Givin this little baby deer some TLC!! I have been staying at an animal sanctuary on the beach, working hard in exchange for a room. Very hard work but a big bonus to be around such sweet animals…. Not to mention its on the beach! From here I will be going to do another work exchange a few cities away. This time I will be caring for a family’s little girl in exchange for room and board… And some down time from being on the go for me! For all the fellow travelers, I want to recommend this awesome website where you can find opportunities to work a few hours a day for room and board, makes traveling a lot more affordable for me!
In honor of Earth Day, next week I will be donating these two children’s book to promote environmental awareness. The books are provided by The Nature Generation, a nonprofit organization with the mission to inspire environmental stewards! Both books have been awarded The Green Earth Book Award, which is awarded annually to books promoting a message of environmental awareness and stewardship. I am a firm believer that change begins with education. The youth of today will define our future, it is critical that they know how important it is that we nurture this Earth as it nurtures us.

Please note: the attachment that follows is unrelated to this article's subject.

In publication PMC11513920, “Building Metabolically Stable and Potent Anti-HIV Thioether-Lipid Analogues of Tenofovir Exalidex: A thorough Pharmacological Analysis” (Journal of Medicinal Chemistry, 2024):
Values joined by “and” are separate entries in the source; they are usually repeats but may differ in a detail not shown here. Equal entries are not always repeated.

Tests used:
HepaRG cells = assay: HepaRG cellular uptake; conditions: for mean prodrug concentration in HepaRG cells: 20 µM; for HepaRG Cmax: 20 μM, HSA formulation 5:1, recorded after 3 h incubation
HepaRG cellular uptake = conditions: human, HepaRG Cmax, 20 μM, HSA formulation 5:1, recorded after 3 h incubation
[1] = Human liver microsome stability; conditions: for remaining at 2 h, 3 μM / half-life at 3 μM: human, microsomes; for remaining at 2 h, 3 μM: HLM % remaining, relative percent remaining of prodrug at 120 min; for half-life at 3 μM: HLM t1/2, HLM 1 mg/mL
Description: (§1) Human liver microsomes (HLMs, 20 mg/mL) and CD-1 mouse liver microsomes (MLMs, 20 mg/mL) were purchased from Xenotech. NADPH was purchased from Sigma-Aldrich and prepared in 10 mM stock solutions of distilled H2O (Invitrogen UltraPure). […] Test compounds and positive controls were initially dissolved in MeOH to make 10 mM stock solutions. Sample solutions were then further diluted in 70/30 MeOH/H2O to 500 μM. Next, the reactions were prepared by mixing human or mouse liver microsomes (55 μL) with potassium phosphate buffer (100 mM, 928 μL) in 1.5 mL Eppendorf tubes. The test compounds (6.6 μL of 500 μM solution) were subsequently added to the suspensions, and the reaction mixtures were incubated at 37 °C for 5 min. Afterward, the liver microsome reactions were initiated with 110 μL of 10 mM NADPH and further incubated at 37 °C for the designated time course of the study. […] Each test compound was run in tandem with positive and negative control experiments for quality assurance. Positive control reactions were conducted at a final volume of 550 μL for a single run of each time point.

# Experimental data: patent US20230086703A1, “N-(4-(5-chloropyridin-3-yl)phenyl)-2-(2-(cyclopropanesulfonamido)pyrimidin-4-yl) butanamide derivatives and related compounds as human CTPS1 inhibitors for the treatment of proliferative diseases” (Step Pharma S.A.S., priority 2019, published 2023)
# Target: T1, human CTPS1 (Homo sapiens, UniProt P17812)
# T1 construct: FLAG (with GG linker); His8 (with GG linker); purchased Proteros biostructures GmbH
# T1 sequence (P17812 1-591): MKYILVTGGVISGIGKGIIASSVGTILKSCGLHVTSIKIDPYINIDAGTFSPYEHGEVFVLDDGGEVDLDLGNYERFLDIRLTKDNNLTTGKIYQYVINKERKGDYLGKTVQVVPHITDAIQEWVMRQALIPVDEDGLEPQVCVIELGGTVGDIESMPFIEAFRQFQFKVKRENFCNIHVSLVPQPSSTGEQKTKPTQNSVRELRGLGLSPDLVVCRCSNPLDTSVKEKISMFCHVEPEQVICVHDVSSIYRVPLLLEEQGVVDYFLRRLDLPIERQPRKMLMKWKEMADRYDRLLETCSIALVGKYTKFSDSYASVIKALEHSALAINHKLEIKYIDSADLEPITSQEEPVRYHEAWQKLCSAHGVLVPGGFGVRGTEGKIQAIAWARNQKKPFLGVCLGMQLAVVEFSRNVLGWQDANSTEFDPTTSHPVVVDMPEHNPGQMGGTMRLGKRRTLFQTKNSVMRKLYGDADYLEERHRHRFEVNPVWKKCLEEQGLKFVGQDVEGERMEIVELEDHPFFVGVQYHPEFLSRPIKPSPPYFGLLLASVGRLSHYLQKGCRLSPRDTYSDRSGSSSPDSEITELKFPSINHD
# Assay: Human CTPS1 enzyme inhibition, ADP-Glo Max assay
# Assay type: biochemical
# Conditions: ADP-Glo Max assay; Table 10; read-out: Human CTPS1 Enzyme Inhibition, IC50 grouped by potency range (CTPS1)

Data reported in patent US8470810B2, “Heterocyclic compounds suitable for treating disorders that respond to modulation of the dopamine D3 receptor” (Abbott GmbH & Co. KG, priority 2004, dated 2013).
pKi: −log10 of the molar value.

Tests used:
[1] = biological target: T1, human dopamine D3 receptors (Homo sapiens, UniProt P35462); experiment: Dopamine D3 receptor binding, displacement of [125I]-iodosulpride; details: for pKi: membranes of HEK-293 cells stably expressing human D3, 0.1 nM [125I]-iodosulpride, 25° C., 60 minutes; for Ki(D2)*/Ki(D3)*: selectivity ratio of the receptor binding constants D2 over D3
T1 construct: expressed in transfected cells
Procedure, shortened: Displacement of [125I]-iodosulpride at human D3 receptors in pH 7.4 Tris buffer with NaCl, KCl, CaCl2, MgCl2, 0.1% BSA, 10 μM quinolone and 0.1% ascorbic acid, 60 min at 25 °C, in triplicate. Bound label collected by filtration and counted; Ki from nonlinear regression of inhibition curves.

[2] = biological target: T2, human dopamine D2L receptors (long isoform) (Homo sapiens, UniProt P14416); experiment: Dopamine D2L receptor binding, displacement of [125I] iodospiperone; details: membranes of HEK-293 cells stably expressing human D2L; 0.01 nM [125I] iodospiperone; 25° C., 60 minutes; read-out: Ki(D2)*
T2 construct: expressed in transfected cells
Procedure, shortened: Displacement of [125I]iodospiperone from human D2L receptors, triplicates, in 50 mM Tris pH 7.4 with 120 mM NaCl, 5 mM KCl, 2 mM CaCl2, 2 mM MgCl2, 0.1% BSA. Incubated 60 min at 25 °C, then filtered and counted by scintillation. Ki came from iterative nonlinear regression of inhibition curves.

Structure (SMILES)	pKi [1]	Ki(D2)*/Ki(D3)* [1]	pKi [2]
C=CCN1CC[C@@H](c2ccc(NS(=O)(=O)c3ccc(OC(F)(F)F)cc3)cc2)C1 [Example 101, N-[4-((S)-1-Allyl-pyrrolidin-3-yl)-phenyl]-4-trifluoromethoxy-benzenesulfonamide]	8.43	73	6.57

Find out more about this organization here:
I missing Mama Amazon so much right now!! This was me in the jungle carving my very own flecha (spear), it took me days to finish it! It was made from the wood of a fallen wacrapona tree, the hardest wood in the jungle, and the traditional material for a spear…. This tree is also home to suri, a tasty little grub worm that’s eaten fresh in the jungle, but also served up grilled on a stick in nearby towns! Yum yum! Being in the Amazon Jungle was such an amazing experience, I really didn’t want to leave! I can not wait to get back to that funny little town Iquitos, and from there see much more of the magical selva!